Celinda Lake, Daniel Gotoff, and Alex Dunn have completed a strategic analysis of a new George Washington University Battleground poll of likely voters. Among their conclusions:
With the 2014 elections just over six months away, the midterms remain very tightly matched. In this most recent Battleground poll, Democrats have closed January’s 2 ‐ point deficit on the generic congressional ballot, and are now running neck and neck with Republican candidates nationally (43% Republican, 43% Democrat, 14% undecided). This dynamic, among other factors, substantiates the argument that the Democrats are competitively positioned for 2014, despite the gloomy conventional wisdom about the Party’s chances. The Democrats enjoy double ‐ digit advantages on key issues, including standing up for the middle class, representing middle class values, Social Security, and Medicare. Voters also see the Democrats as better when it comes to solving problems and the Party remains competitive on jobs, the economy, and even taxes. The data also reinforce the notion that congressional Democrats are making progress shifting out of a defensive posture on health care, both as the White House goes on an aggressive–and so far successful–full court press to encourage new sign ‐ ups, and as Americans increasingly come to see through the Obamacare spin and understand the benefits of the new law. Moreover, we see in this study evidence that Democrats’ efforts to define the elections around populist economic issues–raising the minimum wage, ensuring equal pay for working women, and strengthening the safety net of Social Security and Medicare–are finding traction among the 2014 electorate.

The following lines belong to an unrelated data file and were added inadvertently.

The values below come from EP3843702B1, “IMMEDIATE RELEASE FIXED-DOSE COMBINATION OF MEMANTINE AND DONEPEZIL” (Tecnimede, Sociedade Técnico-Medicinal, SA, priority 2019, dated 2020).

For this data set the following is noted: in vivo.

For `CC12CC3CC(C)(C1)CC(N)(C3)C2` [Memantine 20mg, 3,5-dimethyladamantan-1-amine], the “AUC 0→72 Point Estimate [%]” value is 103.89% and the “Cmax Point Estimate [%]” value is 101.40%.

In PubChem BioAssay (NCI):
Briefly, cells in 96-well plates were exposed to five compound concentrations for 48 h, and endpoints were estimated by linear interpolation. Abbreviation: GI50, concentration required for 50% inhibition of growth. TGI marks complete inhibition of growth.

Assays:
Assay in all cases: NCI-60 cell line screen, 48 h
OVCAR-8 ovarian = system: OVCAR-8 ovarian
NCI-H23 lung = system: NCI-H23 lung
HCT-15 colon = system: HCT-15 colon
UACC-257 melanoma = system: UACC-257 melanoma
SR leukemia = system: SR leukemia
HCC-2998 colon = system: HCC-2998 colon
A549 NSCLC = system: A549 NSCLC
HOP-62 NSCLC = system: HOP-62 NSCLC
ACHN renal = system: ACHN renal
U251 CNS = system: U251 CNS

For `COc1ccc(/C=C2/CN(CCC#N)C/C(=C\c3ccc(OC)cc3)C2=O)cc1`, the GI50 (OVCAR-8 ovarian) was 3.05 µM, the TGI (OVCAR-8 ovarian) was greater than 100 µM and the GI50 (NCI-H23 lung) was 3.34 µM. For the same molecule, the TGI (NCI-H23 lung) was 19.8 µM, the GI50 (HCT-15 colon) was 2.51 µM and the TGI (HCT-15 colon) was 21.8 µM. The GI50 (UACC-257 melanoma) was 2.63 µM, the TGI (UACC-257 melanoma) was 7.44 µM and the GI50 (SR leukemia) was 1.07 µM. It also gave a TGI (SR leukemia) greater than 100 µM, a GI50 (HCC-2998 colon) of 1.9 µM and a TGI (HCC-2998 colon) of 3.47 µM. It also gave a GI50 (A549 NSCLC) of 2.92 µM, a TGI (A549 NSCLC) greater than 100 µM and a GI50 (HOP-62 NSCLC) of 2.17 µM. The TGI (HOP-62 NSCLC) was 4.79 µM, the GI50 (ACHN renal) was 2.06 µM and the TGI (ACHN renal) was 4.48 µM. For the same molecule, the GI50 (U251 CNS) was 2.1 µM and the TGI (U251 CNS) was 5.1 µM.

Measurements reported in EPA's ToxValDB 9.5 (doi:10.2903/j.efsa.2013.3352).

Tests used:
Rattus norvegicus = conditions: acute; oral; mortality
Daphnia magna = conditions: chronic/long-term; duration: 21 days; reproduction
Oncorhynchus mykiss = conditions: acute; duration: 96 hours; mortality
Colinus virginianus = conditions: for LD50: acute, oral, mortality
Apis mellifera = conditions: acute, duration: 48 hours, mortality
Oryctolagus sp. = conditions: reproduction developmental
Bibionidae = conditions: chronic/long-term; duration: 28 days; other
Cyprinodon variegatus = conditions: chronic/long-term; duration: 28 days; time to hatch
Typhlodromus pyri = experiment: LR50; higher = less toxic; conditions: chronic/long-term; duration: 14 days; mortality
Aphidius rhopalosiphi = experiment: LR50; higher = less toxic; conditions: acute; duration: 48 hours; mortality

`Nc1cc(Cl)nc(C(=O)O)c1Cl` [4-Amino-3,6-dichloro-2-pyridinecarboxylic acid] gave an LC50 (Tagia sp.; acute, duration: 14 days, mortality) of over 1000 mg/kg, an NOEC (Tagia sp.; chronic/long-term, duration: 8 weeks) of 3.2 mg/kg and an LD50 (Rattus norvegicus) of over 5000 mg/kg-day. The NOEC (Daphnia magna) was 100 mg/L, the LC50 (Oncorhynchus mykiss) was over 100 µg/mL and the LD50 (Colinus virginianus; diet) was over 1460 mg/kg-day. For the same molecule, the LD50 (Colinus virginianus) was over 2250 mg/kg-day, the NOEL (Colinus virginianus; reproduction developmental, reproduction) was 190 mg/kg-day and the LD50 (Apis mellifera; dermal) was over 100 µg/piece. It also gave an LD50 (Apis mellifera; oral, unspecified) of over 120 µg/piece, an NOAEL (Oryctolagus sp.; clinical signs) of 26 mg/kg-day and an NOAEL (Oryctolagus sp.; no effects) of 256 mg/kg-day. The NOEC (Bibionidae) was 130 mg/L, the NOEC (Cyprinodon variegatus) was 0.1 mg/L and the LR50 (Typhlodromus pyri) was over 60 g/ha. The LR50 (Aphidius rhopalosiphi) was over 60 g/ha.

But the authors note that Dems face a formidable challenge:
…Turnout will be a major test for the Democrats. Fully 64% of Republicans are extremely likely to vote compared to 57% of Democrats, and that number falls to 36% among 18 ‐ 29 year olds and 38% among single women.
The authors cite “serious divisions within their ranks” among Republicans. Further, “while “68% of Democrats are happy with the direction of their Party, just 33% of Republicans are happy with the direction of their Party.” Lake, Gotoff and Dunn add that “Even stronger are perceptions that this country’s economic rules favor the rich (64% agree, 34% disagree), and a resounding majority believes the middle class has it the toughest in America (72% agree, 25% disagree)…This basic economic framework…has taken hold as the central narrative for understanding our economy by every major and minor subgroup in the data, with the exception of Republicans (though even 41% of GOPers believe that economic rules favor the rich).” In addition: